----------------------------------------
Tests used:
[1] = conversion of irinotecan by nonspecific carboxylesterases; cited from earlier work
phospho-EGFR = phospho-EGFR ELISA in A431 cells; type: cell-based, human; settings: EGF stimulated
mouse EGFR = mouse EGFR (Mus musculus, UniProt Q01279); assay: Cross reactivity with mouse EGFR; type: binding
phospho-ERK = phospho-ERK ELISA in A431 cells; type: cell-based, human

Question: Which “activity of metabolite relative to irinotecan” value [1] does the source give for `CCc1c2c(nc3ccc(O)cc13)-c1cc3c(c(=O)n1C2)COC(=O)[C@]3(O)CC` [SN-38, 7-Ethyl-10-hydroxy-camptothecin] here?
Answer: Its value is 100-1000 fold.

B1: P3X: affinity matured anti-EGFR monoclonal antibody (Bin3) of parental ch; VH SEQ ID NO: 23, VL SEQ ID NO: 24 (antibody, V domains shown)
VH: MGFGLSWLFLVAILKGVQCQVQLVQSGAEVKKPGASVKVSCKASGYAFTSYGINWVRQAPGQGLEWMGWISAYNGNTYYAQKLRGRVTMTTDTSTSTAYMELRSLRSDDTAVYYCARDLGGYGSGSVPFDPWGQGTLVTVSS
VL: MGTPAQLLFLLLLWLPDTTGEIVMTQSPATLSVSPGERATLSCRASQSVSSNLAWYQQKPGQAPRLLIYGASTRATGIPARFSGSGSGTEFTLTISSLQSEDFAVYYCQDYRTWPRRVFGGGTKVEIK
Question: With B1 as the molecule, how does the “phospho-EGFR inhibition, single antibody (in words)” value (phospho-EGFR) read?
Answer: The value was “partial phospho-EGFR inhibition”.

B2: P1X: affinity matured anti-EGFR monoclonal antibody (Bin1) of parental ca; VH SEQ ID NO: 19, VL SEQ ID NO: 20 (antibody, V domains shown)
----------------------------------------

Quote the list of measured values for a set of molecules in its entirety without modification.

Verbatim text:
Tests used:
[1] = conversion of irinotecan by nonspecific carboxylesterases; cited from earlier work
phospho-EGFR = phospho-EGFR ELISA in A431 cells; type: cell-based, human; settings: EGF stimulated
mouse EGFR = mouse EGFR (Mus musculus, UniProt Q01279); assay: Cross reactivity with mouse EGFR; type: binding
phospho-ERK = phospho-ERK ELISA in A431 cells; type: cell-based, human

Question: Which “activity of metabolite relative to irinotecan” value [1] does the source give for `CCc1c2c(nc3ccc(O)cc13)-c1cc3c(c(=O)n1C2)COC(=O)[C@]3(O)CC` [SN-38, 7-Ethyl-10-hydroxy-camptothecin] here?
Answer: Its value is 100-1000 fold.

B1: P3X: affinity matured anti-EGFR monoclonal antibody (Bin3) of parental ch; VH SEQ ID NO: 23, VL SEQ ID NO: 24 (antibody, V domains shown)
VH: MGFGLSWLFLVAILKGVQCQVQLVQSGAEVKKPGASVKVSCKASGYAFTSYGINWVRQAPGQGLEWMGWISAYNGNTYYAQKLRGRVTMTTDTSTSTAYMELRSLRSDDTAVYYCARDLGGYGSGSVPFDPWGQGTLVTVSS
VL: MGTPAQLLFLLLLWLPDTTGEIVMTQSPATLSVSPGERATLSCRASQSVSSNLAWYQQKPGQAPRLLIYGASTRATGIPARFSGSGSGTEFTLTISSLQSEDFAVYYCQDYRTWPRRVFGGGTKVEIK
Question: With B1 as the molecule, how does the “phospho-EGFR inhibition, single antibody (in words)” value (phospho-EGFR) read?
Answer: The value was “partial phospho-EGFR inhibition”.

B2: P1X: affinity matured anti-EGFR monoclonal antibody (Bin1) of parental ca; VH SEQ ID NO: 19, VL SEQ ID NO: 20 (antibody, V domains shown)